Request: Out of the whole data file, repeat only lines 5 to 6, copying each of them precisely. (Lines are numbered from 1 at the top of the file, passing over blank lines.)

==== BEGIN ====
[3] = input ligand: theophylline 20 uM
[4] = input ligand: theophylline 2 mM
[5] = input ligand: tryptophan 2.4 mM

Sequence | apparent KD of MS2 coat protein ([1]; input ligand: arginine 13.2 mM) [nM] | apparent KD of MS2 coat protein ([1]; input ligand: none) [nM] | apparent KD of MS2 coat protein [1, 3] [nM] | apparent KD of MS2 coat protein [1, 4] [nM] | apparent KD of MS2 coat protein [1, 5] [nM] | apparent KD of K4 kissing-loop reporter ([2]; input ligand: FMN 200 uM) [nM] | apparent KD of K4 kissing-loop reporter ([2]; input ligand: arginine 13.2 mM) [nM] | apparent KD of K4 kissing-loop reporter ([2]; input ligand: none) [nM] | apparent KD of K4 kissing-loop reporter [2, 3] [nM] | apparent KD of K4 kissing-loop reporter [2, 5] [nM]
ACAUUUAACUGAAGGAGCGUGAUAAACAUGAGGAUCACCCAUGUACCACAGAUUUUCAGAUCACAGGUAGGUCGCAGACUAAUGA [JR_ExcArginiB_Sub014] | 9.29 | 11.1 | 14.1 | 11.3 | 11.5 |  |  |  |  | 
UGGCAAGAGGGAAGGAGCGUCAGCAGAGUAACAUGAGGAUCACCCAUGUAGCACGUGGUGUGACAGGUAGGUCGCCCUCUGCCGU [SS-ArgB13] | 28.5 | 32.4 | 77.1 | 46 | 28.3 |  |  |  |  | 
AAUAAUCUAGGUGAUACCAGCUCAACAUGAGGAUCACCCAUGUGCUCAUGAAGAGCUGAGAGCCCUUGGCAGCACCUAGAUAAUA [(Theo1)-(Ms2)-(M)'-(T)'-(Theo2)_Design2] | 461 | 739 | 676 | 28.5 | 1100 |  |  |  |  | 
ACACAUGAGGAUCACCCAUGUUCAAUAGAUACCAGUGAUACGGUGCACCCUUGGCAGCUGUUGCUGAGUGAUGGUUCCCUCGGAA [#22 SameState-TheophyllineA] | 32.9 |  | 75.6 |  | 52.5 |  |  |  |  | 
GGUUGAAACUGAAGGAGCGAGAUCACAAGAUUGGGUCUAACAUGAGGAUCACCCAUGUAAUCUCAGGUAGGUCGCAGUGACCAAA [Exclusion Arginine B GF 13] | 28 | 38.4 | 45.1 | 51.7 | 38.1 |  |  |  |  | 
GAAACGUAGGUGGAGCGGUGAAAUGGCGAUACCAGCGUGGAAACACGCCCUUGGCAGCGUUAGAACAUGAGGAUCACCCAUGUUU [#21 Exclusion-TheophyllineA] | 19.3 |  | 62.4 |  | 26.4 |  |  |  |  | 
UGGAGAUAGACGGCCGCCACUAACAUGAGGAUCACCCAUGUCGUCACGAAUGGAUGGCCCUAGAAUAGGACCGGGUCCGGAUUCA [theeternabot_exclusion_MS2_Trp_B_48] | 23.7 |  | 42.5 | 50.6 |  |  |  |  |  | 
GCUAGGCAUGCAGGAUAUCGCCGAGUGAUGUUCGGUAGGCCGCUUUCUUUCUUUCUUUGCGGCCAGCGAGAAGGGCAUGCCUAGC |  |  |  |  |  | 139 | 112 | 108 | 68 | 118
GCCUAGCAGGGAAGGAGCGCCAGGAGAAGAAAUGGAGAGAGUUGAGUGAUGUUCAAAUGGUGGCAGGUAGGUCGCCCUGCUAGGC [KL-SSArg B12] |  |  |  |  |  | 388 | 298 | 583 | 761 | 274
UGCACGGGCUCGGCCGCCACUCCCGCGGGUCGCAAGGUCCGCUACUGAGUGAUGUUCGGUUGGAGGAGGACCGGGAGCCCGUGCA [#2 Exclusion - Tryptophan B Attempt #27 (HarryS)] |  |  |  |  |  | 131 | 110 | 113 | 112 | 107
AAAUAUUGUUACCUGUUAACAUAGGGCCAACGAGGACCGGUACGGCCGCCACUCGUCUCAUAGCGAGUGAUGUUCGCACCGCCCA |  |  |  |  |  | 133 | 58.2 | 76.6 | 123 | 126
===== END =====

ACAUUUAACUGAAGGAGCGUGAUAAACAUGAGGAUCACCCAUGUACCACAGAUUUUCAGAUCACAGGUAGGUCGCAGACUAAUGA [JR_ExcArginiB_Sub014] | 9.29 | 11.1 | 14.1 | 11.3 | 11.5 |  |  |  |  | 
UGGCAAGAGGGAAGGAGCGUCAGCAGAGUAACAUGAGGAUCACCCAUGUAGCACGUGGUGUGACAGGUAGGUCGCCCUCUGCCGU [SS-ArgB13] | 28.5 | 32.4 | 77.1 | 46 | 28.3 |  |  |  |  | 